What Exactly Is Paul Manafort Being Charged With?

by Joseph D. Lyons
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Early on Monday morning, former Trump campaign chairman Paul Manafort was told to turn himself in to federal authorities for charges stemming from the Russia investigation. Rick Gates, a former business associate of Manafort's also faces charges. The charges against Manafort and Gates include 12 counts including "conspiracy against the United States." That's according to the indictment which was unsealed Monday after the two surrendered themselves. (Bustle has contacted the FBI for comment.)

Earlier reports from The Wall Street Journal pointed Manafort's main charge being tax fraud, along with others. But the total list of 12, which include tax and foreign lobbying allegations, is far more damaging. The indictment reads that Manafort is accused of laundering more than $18 million to buy properties and services. Gates, meanwhile, is accused of wiring $3 million from illegal offshore accounts. A total of more than $75 million "flowed through the offshore accounts," according to the indictment. Manafort expected to appear in federal court later in the day Monday, the Journal reported.

The total list of 12 charges includes conspiracy against the United States (specifically the Justice Department and Treasury); conspiracy to launder money, failure to report foreign accounts (seven charges); not registering as a foreign agent; false and misleading statements on federal banking forms; and false statements to the Department of Justice in both November 2016 and February 2017.

The charges for Manafort and Gates seem to have something to do with their business ties and payments from Eastern Europe political activity supporting the former Ukrainian president Viktor Yanukovych, his government, and his party. That come not only from the connections between the two reported by The New York Times, but the indictment itself.

"Manafort and Gates generated tens of millions of dollars in income as a result of their Ukraine work," the indictment reads, and goes on to say that they laundered money through foreign companies and accounts, including one in Cyprus, Saint Vincent and the Grenadines, and the Seychelles.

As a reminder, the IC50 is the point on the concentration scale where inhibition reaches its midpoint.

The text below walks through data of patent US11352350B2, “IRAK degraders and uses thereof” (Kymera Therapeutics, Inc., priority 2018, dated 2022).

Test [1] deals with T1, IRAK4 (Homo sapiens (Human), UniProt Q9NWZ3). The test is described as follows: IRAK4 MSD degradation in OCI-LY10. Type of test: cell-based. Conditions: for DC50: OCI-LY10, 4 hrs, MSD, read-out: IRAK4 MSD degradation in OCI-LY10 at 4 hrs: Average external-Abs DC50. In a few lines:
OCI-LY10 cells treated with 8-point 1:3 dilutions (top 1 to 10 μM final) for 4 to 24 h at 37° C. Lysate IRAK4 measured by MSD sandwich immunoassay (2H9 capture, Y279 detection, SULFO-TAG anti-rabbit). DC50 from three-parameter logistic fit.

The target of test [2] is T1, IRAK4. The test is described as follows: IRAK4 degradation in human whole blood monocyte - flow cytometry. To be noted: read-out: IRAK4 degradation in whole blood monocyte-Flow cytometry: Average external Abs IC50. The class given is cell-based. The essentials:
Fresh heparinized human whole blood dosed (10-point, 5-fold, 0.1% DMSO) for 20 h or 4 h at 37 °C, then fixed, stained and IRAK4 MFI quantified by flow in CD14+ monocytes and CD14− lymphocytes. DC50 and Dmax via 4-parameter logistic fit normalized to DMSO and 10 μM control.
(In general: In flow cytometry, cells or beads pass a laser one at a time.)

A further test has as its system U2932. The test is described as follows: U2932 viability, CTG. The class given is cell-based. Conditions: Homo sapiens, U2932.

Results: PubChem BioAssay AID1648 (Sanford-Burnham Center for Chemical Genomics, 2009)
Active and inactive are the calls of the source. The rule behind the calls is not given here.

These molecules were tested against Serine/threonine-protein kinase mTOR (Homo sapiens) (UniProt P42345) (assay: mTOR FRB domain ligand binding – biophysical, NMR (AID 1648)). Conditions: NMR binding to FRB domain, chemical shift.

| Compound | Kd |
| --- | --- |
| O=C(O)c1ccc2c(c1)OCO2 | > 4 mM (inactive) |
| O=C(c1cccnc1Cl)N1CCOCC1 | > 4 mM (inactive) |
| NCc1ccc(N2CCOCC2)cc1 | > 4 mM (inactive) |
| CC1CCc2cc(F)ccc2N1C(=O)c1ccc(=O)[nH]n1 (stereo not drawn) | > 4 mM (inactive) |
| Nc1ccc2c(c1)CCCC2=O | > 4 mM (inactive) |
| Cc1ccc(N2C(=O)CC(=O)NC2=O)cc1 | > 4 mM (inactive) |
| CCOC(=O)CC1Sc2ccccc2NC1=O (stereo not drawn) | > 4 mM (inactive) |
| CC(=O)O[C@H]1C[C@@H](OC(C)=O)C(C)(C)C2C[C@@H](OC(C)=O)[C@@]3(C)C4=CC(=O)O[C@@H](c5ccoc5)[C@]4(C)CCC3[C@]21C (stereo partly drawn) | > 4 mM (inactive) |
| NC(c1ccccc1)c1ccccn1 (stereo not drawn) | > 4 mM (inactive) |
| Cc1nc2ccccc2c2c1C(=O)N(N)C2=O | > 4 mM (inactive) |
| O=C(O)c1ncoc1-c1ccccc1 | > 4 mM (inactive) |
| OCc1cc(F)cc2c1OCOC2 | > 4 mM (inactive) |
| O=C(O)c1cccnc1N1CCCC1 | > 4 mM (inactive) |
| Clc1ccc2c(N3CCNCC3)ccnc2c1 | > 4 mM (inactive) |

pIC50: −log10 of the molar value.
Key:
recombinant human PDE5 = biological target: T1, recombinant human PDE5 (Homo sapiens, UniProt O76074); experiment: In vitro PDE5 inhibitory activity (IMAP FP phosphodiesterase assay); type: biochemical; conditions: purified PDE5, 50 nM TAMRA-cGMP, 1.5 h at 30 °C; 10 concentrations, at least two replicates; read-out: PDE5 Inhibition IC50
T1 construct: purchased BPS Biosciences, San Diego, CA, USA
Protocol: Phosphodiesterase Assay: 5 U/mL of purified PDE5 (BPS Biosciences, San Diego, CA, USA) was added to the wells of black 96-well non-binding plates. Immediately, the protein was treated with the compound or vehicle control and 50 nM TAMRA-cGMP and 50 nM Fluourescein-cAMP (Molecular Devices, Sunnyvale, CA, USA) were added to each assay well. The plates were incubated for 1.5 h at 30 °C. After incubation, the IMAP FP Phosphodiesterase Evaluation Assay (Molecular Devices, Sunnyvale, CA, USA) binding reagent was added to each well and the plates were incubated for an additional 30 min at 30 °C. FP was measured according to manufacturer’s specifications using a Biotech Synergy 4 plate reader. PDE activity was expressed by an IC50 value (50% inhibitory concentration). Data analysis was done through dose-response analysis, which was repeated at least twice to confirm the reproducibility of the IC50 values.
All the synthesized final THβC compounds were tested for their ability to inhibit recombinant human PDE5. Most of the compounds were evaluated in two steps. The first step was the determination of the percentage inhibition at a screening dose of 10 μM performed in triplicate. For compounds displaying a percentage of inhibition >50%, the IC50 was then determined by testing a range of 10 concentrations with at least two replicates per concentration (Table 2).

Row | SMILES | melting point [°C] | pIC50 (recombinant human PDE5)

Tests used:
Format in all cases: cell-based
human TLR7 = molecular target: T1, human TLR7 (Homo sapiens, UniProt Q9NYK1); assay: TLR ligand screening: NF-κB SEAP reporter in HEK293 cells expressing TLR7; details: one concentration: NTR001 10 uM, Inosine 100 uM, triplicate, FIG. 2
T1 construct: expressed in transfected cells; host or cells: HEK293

As part of the scheme, Manafort and Gates repeatedly provided false information to financial bookkeepers, tax accountants and legal counsel, among others.

The two have worked together for a long time, the Times first reported in June. "Nearly everywhere Paul Manafort went, it seemed, Rick Gates followed, his protégé and junior partner," the paper reported, noting their collaboration had been constant everywhere from elections in Eastern Europe and Africa, deals with Russian business tycoons, and, most recently, in the leadership of the Trump presidential campaign.

Gates was named on a list of five Trump campaign associates for which the transition team was ordered to save records in June. He hasn't been in the media much since, save for today's indictment.

Now his name will be tied to Manafort through the judicial process. The Times reported that Manafort had expected these charges since the summer, though it's unclear if Gates also was. There was a time that people speculated that Manafort might negotiate a settlement with prosecutors in exchange for information on the president, but Monday's indictment would seem as confirmation that that won't happen.

As for the money that the two are accused of having hidden from the United States, and the back taxes that would be owed from said funds, it appears that confiscation is in order. Upon conviction, the indictment states, Manafort and Gates "shall forfeit to the United States any property, real or personal, which constitutes or is derived from proceeds traceable to the offense(s) of conviction." The government will also seek a sum of judgment for money too, if the convictions of property don't cover it. Several addresses are listed for conviction in New York and Virginia.